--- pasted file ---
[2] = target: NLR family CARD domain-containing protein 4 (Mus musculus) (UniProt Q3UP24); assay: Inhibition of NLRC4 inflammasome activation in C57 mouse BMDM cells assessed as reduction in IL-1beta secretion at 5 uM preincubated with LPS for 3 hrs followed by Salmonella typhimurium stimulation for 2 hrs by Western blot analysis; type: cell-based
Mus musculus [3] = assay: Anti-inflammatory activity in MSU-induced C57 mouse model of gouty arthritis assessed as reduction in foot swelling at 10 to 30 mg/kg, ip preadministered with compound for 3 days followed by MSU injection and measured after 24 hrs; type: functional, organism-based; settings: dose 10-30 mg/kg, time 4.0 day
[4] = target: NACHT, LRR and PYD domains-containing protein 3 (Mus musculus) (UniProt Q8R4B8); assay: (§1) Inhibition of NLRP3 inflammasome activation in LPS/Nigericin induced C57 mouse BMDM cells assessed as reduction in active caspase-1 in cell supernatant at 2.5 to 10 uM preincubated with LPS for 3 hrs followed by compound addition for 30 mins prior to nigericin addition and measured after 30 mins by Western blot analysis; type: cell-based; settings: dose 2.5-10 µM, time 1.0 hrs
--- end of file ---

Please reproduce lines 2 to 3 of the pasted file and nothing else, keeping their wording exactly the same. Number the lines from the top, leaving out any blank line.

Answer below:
Mus musculus [3] = assay: Anti-inflammatory activity in MSU-induced C57 mouse model of gouty arthritis assessed as reduction in foot swelling at 10 to 30 mg/kg, ip preadministered with compound for 3 days followed by MSU injection and measured after 24 hrs; type: functional, organism-based; settings: dose 10-30 mg/kg, time 4.0 day
[4] = target: NACHT, LRR and PYD domains-containing protein 3 (Mus musculus) (UniProt Q8R4B8); assay: (§1) Inhibition of NLRP3 inflammasome activation in LPS/Nigericin induced C57 mouse BMDM cells assessed as reduction in active caspase-1 in cell supernatant at 2.5 to 10 uM preincubated with LPS for 3 hrs followed by compound addition for 30 mins prior to nigericin addition and measured after 30 mins by Western blot analysis; type: cell-based; settings: dose 2.5-10 µM, time 1.0 hrs